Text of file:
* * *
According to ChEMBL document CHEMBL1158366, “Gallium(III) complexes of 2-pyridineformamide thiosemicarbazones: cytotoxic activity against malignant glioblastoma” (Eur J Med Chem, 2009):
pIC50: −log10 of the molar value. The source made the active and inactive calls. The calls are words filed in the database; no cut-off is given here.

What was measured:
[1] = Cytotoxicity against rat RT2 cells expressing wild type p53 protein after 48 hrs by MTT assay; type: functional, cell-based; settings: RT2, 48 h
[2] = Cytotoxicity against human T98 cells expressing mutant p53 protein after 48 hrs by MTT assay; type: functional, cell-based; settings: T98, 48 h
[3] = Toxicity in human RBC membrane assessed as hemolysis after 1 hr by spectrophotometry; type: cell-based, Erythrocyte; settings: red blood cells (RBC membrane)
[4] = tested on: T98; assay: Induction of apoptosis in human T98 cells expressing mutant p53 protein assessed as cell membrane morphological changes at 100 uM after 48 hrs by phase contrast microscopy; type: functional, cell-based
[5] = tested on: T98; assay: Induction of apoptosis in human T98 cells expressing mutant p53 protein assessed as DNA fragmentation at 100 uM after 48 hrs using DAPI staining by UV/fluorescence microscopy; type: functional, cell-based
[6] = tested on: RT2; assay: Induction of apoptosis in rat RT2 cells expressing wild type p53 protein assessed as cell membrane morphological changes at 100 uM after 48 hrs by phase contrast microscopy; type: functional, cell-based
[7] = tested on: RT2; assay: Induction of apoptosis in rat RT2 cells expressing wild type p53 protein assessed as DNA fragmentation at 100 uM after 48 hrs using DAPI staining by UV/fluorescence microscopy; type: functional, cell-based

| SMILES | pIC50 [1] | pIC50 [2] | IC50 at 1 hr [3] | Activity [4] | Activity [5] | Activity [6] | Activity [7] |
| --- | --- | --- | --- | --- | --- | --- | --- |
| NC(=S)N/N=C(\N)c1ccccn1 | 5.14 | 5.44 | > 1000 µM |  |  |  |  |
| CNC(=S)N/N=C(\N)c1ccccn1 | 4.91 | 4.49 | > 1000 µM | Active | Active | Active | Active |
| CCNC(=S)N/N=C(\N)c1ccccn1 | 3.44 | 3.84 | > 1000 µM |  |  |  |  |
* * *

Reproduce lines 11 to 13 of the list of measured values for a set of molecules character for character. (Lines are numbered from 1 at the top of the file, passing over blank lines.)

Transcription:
| SMILES | pIC50 [1] | pIC50 [2] | IC50 at 1 hr [3] | Activity [4] | Activity [5] | Activity [6] | Activity [7] |
| --- | --- | --- | --- | --- | --- | --- | --- |
| NC(=S)N/N=C(\N)c1ccccn1 | 5.14 | 5.44 | > 1000 µM |  |  |  |  |